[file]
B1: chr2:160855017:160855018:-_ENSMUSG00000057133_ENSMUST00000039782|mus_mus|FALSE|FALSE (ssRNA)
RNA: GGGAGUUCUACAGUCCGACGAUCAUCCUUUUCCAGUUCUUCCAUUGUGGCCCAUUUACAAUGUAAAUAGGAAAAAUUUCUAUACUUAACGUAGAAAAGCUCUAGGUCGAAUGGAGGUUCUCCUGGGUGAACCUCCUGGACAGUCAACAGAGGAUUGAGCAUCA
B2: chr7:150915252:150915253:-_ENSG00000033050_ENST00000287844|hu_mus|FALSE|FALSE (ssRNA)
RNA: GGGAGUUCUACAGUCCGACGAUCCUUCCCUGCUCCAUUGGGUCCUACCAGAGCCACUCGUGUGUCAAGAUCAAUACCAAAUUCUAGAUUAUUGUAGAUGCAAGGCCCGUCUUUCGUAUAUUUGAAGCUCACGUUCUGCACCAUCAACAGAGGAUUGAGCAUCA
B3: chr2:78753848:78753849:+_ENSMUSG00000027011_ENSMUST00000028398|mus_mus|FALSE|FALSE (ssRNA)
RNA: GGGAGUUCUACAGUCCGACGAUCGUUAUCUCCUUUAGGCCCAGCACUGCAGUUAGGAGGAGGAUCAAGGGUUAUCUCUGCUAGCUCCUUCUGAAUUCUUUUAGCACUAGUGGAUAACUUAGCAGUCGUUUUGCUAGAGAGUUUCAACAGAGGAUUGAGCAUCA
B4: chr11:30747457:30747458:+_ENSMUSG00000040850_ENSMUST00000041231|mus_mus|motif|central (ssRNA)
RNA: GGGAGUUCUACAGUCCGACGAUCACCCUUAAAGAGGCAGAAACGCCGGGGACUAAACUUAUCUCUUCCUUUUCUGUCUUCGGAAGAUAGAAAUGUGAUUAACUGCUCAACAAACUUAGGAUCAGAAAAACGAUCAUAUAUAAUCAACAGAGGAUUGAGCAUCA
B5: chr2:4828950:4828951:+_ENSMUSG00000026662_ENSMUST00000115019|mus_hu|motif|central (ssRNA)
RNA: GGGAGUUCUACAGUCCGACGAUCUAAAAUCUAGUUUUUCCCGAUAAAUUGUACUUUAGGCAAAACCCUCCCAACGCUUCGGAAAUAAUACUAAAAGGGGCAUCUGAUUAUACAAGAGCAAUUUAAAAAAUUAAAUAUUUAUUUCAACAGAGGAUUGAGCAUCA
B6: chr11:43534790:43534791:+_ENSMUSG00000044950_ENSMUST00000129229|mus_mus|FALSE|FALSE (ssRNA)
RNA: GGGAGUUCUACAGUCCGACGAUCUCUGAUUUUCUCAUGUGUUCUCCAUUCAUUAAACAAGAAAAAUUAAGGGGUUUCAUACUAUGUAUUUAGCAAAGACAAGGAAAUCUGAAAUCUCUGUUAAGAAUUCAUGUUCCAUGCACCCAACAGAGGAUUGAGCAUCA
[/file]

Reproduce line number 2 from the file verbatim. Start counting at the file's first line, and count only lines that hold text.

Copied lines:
RNA: GGGAGUUCUACAGUCCGACGAUCAUCCUUUUCCAGUUCUUCCAUUGUGGCCCAUUUACAAUGUAAAUAGGAAAAAUUUCUAUACUUAACGUAGAAAAGCUCUAGGUCGAAUGGAGGUUCUCCUGGGUGAACCUCCUGGACAGUCAACAGAGGAUUGAGCAUCA